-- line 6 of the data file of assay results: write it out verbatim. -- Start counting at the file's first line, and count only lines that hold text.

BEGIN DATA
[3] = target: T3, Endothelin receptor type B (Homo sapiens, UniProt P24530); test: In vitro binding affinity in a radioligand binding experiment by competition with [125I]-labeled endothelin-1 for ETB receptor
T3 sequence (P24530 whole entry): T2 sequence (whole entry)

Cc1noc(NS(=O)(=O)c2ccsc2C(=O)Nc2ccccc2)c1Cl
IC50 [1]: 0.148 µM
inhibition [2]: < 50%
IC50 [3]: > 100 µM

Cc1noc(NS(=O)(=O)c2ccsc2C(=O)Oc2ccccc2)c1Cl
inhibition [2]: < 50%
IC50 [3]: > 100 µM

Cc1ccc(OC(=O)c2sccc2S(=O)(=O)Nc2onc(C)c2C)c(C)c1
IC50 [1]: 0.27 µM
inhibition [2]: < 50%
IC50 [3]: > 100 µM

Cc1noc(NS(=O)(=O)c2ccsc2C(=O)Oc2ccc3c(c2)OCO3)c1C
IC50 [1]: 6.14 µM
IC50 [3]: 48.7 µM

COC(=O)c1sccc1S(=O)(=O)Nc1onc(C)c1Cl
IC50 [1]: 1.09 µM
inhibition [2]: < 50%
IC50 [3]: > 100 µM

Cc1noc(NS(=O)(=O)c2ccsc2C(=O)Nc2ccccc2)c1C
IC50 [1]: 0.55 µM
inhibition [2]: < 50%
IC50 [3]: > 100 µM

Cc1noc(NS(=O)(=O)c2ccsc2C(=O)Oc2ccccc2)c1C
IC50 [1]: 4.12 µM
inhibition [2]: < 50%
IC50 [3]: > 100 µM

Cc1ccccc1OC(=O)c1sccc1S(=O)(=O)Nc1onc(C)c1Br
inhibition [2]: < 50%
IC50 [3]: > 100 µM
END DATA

IC50 [3]: > 100 µM